Piano Trio No.2

Robert Schumann

Piano Trio No.2 in F major

Op. 80

About this work

Schumann composed three Trios for violin, cello and piano: in D minor, Op. 63; in F major, Op. 80 (both from 1847); and in G minor, Op. 110 (1851). The first of these, in D minor, is generally regarded as the strongest work of the three: an experimental approach to harmony in the F major Trio weakens it in comparison to its Classical-era models, while the G minor Trio shows some signs of the decay that accompanied the composer's encroaching mental illness. The intimate chamber-music genres allowed Schumann to indulge his preference for intricate figurations and subtle harmonic inflections that figure prominently in his solo piano pieces; not surprisingly, the piano chamber works are driven by that instrument, with the strings either following the keyboard part or acting in opposition to it as a unified group.

For Schumann, the year 1847 was relatively "dry" in terms of composition. He revised the final scene of his Scenes from Goethe's Faust, which he had written three years earlier. In April, he sketched the overture to his opera, Genoveva, which he set aside until the next year. During the rest of 1847, he composed a few songs, the brief choral work, Beim Abschied zu singen, and two Piano Trios, No. 1 in D minor, Op. 63, and No. 2 in F major, Op. 80.

Marked "Sehr lebhaft" (Very lively), the first movement of the F major Piano Trio is in an ebullient 6/8 meter and cast in sonata form. The hesitant first theme is the almost entirely the property of the violin and cello, which play in parallel throughout. The unusual harmonic adventures that characterize the movement include an emphasis on D major, which becomes the dominant of G major, the harmony of the second theme group. What is unusual is that, in the key of F major, G major functions as the dominant of C major in the works of Schumann's predecessors, not as a key area of its own. The melodic role of the piano increases in the second group, which gives way to an expansive closing theme in the violin over a light accompaniment in the piano. An imitative, contrapuntal episode at the beginning of the development section provides contrast to the homophonic music played thus far, although much of the development is concerned with the lyrical closing theme, which also ends the movement.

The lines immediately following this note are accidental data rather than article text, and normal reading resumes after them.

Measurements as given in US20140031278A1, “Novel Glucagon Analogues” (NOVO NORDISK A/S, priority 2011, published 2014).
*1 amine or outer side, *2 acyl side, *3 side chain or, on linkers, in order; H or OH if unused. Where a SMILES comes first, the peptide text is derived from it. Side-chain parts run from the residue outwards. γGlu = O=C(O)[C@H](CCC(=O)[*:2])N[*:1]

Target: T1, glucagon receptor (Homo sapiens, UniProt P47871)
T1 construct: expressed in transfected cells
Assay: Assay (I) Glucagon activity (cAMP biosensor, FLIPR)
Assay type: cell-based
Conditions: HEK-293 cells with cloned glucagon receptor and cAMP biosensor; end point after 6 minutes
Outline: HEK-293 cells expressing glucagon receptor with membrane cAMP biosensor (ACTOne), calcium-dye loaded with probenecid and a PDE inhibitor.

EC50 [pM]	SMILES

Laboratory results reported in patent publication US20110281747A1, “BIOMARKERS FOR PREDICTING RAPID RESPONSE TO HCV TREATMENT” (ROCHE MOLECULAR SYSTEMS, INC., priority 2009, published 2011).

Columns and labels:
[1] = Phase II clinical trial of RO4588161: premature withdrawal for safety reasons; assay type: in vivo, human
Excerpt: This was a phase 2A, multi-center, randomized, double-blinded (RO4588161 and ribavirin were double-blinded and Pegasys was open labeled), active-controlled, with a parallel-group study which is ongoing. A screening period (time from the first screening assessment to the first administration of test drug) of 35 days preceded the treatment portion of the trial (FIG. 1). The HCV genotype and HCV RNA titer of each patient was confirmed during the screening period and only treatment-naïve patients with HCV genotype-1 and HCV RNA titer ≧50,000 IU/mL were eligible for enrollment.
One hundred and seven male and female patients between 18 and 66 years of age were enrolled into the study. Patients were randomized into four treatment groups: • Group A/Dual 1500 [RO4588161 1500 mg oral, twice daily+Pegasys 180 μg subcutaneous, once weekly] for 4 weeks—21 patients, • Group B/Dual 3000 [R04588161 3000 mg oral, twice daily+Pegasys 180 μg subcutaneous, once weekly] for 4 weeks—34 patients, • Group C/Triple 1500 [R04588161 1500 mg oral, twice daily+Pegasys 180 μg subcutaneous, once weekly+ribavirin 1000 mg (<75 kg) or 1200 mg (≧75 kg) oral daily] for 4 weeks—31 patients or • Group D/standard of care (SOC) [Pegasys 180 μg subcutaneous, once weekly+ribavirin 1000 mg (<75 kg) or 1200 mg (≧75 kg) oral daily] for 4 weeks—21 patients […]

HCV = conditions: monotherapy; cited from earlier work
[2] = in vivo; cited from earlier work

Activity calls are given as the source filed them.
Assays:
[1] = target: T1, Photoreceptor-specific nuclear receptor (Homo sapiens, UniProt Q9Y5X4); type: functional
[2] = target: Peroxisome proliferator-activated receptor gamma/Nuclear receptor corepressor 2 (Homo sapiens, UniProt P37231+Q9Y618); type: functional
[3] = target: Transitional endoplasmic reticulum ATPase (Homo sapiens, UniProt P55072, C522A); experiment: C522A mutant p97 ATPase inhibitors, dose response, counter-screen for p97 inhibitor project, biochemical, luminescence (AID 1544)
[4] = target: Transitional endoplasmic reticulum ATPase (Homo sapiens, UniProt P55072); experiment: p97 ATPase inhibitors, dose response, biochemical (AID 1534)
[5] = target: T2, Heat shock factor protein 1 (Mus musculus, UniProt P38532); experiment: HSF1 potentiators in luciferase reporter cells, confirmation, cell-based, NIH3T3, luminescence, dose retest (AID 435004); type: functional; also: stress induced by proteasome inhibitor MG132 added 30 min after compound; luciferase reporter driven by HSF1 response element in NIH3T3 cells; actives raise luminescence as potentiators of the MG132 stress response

Contrapuntal layering occurs at the beginning of the second movement, "Mit innigem Ausdruck" (With intimate expression). Dotted rhythms in the string melody contrast with the constant triplets in the piano part, the left hand of which provides yet another layer of melody. Although it begins in D flat major, the movement quickly shifts to A major for a rapid violin line. A central, "Lively" section introduces new, detached material before the highly modified return to the opening.

A scherzo with canonic tendencies, the third movement, "In mässiger Bewegung" (In a moderate movement), is in 3/8 meter and begins in B flat minor. In contrast to Schumann's first Piano Trio, Op. 63, the triple-meter movement is in third position. The brief canons appear between the violin and cello at the beginnings of the movement and the contrasting scherzo theme. In the sparse Trio, the imitative passages are between the piano and cello, just before a transformation of the main scherzo theme. A coda brings the movement to a quiet, hesitant close.

Marked "Nicht zu rasch" (Not too fast), the Finale returns to F major. The dense piano part dominates the movement as each appearance of the opening idea is further transformed.

Done